If you play through the dodecaphonic system at a high enough velocity, you can manage to squeeze all of the notes in the chromatic scale in over any kind of harmonic entity - Chopin made a career out of this - but the moment you start leaping into notes and exiting them by leap, the ear will try to interpret them harmonically instead of contrapuntally.

Since contrary stepwise motion can legitimize any melodic sequence in counterpoint, but harmonic requirements are more selective, greater care must be exercised when you start making melodic leaps.

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Since the overtone sonority is in and of itself unstable - containing as it does a tri-tone - it is also the most accomodating to upper structure tones. The series itself gives a major ninth, but so the series-generated minor mode provides a minor ninth. The major ninth is not only from the series, but is also out of the diatonic major system, and then the augmented ninth comes from the nona-tonic blues modality. The series also gives us the augmented eleventh, but almost every series-generated modal system gives the perfect eleventh. The perfect eleventh is the single most problematic tone over any major triad because it creates a minor ninth against the major third below it. This undermines the stability of the major triad because it is a simultaneous clash of wills between a leaning-tone and its target. Not to mention that it sounds like crap. In exceptional harmonic instances I have used the perfect eleventh in a semitone relationship with the major third (tenth) to good effect, but in melodies making harmonic motions it is best avoided. The minor thirteenth and major thirteenth come from the minor and major series-generated modalities, respectively, and both have a very pleasant sound which is much used in jazz music.

Due to the problems inherent with the perfect eleventh over major triads, the tonic function major seventh almost never gets any melodic effects on that degree. For that reason, I put the subdominant major seventh in Example 6, which does have a complete upper structure triad.

Minor sevenths kind of split the difference between dominant and subdominant harmonies, as they can have four - or in some cases five - tones available for making upper structure triads. Perfect elevenths make major ninths with the minor thirds of minor seventh chords, so they are not only workable, they sound very good. The minor or major thirteenths are almost equally workable, and they derive from the Aolean and Dorian modes respectively, but the minor thirteenth is quite a dark effect due to the minor ninth it makes with the triad's fifth. This is not nearly as bad as a minor ninth against a major third, however. I saved the ninth for last, because while the major ninth of Dorian and Aolean can be used with impunity, there is also a minor ninth on the Phrygian chord which can sometimes be used to good effect if you are very careful: Using a minor ninth in a harmonic context over a Dorian or Aolean chord, however, will get you an invitation to the clam bake.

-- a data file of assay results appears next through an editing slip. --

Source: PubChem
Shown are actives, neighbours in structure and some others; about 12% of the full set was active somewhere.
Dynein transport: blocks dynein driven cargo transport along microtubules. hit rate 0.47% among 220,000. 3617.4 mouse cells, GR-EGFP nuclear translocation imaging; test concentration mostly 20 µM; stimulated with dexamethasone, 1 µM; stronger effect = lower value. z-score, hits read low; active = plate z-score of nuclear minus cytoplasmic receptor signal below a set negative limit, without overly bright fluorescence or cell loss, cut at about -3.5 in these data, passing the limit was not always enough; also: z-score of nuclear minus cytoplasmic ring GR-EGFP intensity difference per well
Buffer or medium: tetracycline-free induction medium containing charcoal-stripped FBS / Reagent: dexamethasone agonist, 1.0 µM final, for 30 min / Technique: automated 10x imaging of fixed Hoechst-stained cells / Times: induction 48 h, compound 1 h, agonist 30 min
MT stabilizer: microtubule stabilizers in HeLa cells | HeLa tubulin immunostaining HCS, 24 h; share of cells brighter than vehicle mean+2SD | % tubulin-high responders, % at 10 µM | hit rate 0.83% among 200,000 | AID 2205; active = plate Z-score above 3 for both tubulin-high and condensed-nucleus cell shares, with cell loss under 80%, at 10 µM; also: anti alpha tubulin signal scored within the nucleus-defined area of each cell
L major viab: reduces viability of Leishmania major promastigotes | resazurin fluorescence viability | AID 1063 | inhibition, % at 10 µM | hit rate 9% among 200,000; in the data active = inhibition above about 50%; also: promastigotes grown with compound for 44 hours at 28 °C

Just as the leading-tone and leaning-tone effects of the overtone chord were amplified or doubled in the harmonic system with the development of the various secondary dominant sonorities, they have also been amplified in the melodic system, and quite remote from the host harmonies from a functional standpoint at that. In Examples 8 and 9 I have demonstrated how artificial leading-tones and leaning-tones can be lept into in a harmonic manner, even though some of them are extremely dissonant over the host harmony, and as long as they target either a primary or a secondary harmonic tone, they work fine. In classical music theory you get appogiaturas, and escape tones and all this other crap - frankly I've forgotten most of that ponderous terminology - and never do you get an explaination as to why they work, and why they carry the effects they do: All you have to do to work out what will and will not work, and why, is to relate it back to the harmonic overtone series and all that it implies.

Another couple of melodic resources to mention are the octa-tonic diminished scale and the hexa-tonic whole tone scale. The octatonic works over fully diminished seventh chords, or their dominant with the real root V(m7m9) chords, and the one that you use begins with a semitone between the leading tone of the moment and the target degree. Whole tone scales work over augmented triads or the French-derived V(d5m7) sonorities. Just start on the root.

In order to explain these concepts fully, we'llhave to look at some actual melodies, which we'll do in the appendix.

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Praise the Lord for modern appliances, right ladies?